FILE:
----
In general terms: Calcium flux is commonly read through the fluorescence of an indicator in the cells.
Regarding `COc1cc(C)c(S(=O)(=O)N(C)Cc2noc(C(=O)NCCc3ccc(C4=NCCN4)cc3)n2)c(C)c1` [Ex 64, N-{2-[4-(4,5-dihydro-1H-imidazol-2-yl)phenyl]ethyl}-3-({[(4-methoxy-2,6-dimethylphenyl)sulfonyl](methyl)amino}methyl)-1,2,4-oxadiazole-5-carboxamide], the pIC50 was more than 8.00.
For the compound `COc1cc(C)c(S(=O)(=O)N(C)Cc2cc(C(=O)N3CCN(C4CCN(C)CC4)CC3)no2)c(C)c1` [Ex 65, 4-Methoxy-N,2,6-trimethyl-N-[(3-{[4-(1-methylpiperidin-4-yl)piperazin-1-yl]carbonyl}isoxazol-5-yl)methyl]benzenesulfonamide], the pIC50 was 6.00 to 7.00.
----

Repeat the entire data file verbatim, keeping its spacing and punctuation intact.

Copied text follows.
In general terms: Calcium flux is commonly read through the fluorescence of an indicator in the cells.
Regarding `COc1cc(C)c(S(=O)(=O)N(C)Cc2noc(C(=O)NCCc3ccc(C4=NCCN4)cc3)n2)c(C)c1` [Ex 64, N-{2-[4-(4,5-dihydro-1H-imidazol-2-yl)phenyl]ethyl}-3-({[(4-methoxy-2,6-dimethylphenyl)sulfonyl](methyl)amino}methyl)-1,2,4-oxadiazole-5-carboxamide], the pIC50 was more than 8.00.
For the compound `COc1cc(C)c(S(=O)(=O)N(C)Cc2cc(C(=O)N3CCN(C4CCN(C)CC4)CC3)no2)c(C)c1` [Ex 65, 4-Methoxy-N,2,6-trimethyl-N-[(3-{[4-(1-methylpiperidin-4-yl)piperazin-1-yl]carbonyl}isoxazol-5-yl)methyl]benzenesulfonamide], the pIC50 was 6.00 to 7.00.